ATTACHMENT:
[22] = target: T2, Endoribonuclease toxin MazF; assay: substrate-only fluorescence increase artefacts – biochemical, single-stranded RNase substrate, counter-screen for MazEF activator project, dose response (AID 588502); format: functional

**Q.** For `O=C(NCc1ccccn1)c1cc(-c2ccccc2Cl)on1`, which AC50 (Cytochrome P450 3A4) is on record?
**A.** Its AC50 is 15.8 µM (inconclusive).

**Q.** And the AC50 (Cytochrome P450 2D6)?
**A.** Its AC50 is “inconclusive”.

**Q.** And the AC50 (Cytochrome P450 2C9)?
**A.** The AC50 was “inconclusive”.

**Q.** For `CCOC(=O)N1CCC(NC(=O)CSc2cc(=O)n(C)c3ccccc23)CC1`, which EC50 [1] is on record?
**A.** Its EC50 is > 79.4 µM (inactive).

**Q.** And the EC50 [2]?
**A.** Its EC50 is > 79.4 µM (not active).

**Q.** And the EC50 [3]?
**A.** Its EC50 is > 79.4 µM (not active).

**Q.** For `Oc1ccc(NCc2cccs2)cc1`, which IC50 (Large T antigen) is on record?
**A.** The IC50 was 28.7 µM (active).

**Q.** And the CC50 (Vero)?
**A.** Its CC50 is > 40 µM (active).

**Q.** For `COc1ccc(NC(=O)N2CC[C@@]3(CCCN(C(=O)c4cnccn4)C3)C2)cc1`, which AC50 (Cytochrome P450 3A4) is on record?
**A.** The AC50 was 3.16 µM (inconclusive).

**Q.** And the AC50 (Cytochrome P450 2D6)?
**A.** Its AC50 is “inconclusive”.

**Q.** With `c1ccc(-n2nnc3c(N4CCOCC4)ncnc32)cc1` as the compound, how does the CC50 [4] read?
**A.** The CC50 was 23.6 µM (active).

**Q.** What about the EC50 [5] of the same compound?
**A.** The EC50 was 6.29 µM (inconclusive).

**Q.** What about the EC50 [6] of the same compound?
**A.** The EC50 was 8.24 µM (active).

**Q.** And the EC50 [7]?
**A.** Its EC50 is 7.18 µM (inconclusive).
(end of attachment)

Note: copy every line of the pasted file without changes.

[22] = target: T2, Endoribonuclease toxin MazF; assay: substrate-only fluorescence increase artefacts – biochemical, single-stranded RNase substrate, counter-screen for MazEF activator project, dose response (AID 588502); format: functional

**Q.** For `O=C(NCc1ccccn1)c1cc(-c2ccccc2Cl)on1`, which AC50 (Cytochrome P450 3A4) is on record?
**A.** Its AC50 is 15.8 µM (inconclusive).

**Q.** And the AC50 (Cytochrome P450 2D6)?
**A.** Its AC50 is “inconclusive”.

**Q.** And the AC50 (Cytochrome P450 2C9)?
**A.** The AC50 was “inconclusive”.

**Q.** For `CCOC(=O)N1CCC(NC(=O)CSc2cc(=O)n(C)c3ccccc23)CC1`, which EC50 [1] is on record?
**A.** Its EC50 is > 79.4 µM (inactive).

**Q.** And the EC50 [2]?
**A.** Its EC50 is > 79.4 µM (not active).

**Q.** And the EC50 [3]?
**A.** Its EC50 is > 79.4 µM (not active).

**Q.** For `Oc1ccc(NCc2cccs2)cc1`, which IC50 (Large T antigen) is on record?
**A.** The IC50 was 28.7 µM (active).

**Q.** And the CC50 (Vero)?
**A.** Its CC50 is > 40 µM (active).

**Q.** For `COc1ccc(NC(=O)N2CC[C@@]3(CCCN(C(=O)c4cnccn4)C3)C2)cc1`, which AC50 (Cytochrome P450 3A4) is on record?
**A.** The AC50 was 3.16 µM (inconclusive).

**Q.** And the AC50 (Cytochrome P450 2D6)?
**A.** Its AC50 is “inconclusive”.

**Q.** With `c1ccc(-n2nnc3c(N4CCOCC4)ncnc32)cc1` as the compound, how does the CC50 [4] read?
**A.** The CC50 was 23.6 µM (active).

**Q.** What about the EC50 [5] of the same compound?
**A.** The EC50 was 6.29 µM (inconclusive).

**Q.** What about the EC50 [6] of the same compound?
**A.** The EC50 was 8.24 µM (active).

**Q.** And the EC50 [7]?
**A.** Its EC50 is 7.18 µM (inconclusive).